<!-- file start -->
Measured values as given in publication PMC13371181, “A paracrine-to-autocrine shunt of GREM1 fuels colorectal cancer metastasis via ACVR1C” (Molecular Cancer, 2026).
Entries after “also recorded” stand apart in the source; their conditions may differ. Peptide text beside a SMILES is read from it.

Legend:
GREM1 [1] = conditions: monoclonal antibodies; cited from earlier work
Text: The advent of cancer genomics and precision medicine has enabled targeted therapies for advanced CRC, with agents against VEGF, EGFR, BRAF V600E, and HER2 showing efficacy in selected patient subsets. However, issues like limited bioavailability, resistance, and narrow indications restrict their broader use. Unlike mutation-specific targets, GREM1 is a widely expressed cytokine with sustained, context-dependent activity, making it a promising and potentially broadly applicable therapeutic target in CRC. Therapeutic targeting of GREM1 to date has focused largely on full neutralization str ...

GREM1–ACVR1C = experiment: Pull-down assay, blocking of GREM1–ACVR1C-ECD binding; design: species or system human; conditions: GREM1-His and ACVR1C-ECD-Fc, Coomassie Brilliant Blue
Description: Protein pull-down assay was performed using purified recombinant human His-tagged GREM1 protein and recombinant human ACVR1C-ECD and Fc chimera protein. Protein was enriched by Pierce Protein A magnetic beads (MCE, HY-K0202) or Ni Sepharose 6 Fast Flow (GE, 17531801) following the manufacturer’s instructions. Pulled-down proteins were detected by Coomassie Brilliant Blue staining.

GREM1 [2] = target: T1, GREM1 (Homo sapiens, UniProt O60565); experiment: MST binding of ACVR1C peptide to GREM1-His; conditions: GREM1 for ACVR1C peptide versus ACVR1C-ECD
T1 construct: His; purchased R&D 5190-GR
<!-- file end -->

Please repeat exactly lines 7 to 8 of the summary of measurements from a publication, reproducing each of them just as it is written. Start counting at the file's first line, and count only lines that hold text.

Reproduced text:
Description: Protein pull-down assay was performed using purified recombinant human His-tagged GREM1 protein and recombinant human ACVR1C-ECD and Fc chimera protein. Protein was enriched by Pierce Protein A magnetic beads (MCE, HY-K0202) or Ni Sepharose 6 Fast Flow (GE, 17531801) following the manufacturer’s instructions. Pulled-down proteins were detected by Coomassie Brilliant Blue staining.

GREM1 [2] = target: T1, GREM1 (Homo sapiens, UniProt O60565); experiment: MST binding of ACVR1C peptide to GREM1-His; conditions: GREM1 for ACVR1C peptide versus ACVR1C-ECD